The New South Wales Olympic Co-ordination Authority, which is responsible for the redevelopment of the site for the Olympic Games 2000, Sydney, is committed to the rehabilitation of the remnant ecosystems remaining on the site. This paper describes a 3-year saltmarsh transplantation project, and resulting management approaches for the rehabilitation of other saline wetland areas on the site. Two series of cuttings (spring and autumn) were made, including three dominant species and three species rare in Sydney. It was found that all the species could be propagated without difficulty, but field survival and growth were much higher for the spring series than the autumn one. Measurement was also made of the colonisation of mangrove and saltmarsh species that occurred at the site over the course of the trials. New understandings of estuarine wetland colonisation have emerged, and the information has been used to develop methods of transplantation for other parts of the Olympic site, and to define management needs for monitoring success.
Burchett, M.D., Pulkownik, A., Grant, C. & Macfarlane, G. 1999, 'Rehabilitation of saline wetlands, Olympics 2000 site, Sydney (Australia) - I: Management strategies based on ecological needs assessment', Marine Pollution Bulletin, vol. 37, no. 8-12, pp. 515-525.View/Download from: Publisher's site
The Homebush Bay area, Sydney, site of the Olympic Games 2000, has been largely occupied for nearly a century by an abattoir, brickworks, armaments depot and waste dumps. However, it contains remnants of original ecosystems, including two estuarine wetlands, and the Olympic Co-ordination Authority (OCA), set up to manage the redevelopment of the site, is committed to the rehabilitation of these ecosystems. The ecological approaches and rehabilitation measures used for one of the wetlands are detailed. Apart from a history of disturbance, it has for 10 years been without tidal flushing. However, these wetlands are the largest remaining in the Sydney estuary, and are significant for a number of reasons including biodiversity and waterbird conservation. The ecological parameters of the site, the results of a 'before-restoration-impact' study , and the iterative links between science and management in the introduction of the rehabilitation measures, are presented. Criteria for success are discussed, along with biomonitoring strategies to test success.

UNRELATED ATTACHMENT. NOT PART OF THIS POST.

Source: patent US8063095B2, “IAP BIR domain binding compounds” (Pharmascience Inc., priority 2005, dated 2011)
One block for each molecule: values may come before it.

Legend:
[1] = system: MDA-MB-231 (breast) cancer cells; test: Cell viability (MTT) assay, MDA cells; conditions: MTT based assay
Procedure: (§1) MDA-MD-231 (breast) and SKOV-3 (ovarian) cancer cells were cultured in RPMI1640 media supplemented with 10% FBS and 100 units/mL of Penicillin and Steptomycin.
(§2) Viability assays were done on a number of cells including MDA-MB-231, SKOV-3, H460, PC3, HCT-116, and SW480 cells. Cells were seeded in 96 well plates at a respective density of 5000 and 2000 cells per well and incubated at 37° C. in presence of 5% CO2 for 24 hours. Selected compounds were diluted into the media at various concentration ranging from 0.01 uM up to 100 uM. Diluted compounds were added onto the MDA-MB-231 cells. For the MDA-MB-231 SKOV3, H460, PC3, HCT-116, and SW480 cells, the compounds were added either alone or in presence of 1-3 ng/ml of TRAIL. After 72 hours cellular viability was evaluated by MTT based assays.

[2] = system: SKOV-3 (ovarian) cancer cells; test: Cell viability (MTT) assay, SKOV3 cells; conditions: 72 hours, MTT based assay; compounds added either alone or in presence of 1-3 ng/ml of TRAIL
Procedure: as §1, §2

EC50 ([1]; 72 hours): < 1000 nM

Ralph, P.J., Burchett, M. & Pulkownik, A. 1992, 'Distribution Of Extractable Carbohydrate Reserves Within The Rhizome Of The Seagrass Posidonia-Australis Hook F', Aquatic Botany, vol. 42, no. 4, pp. 385-392.View/Download from: Publisher's site
Rhizomes of Posidonia australis Hook. f., collected from Botany Bay on the eastern coast of Australia, were analysed for extractable carbohydrates. The concentration of extractable carbohydrate in the stelar tissue of the rhizome was significantly higher
Burchett, M.D., Clarke, C.J., Field, C.D. & Pulkownik, A. 1989, 'Growth and respiration in two mangrove species at a range of salinities', Physiologia Plantarum, vol. 75, no. 2, pp. 299-303.View/Download from: Publisher's site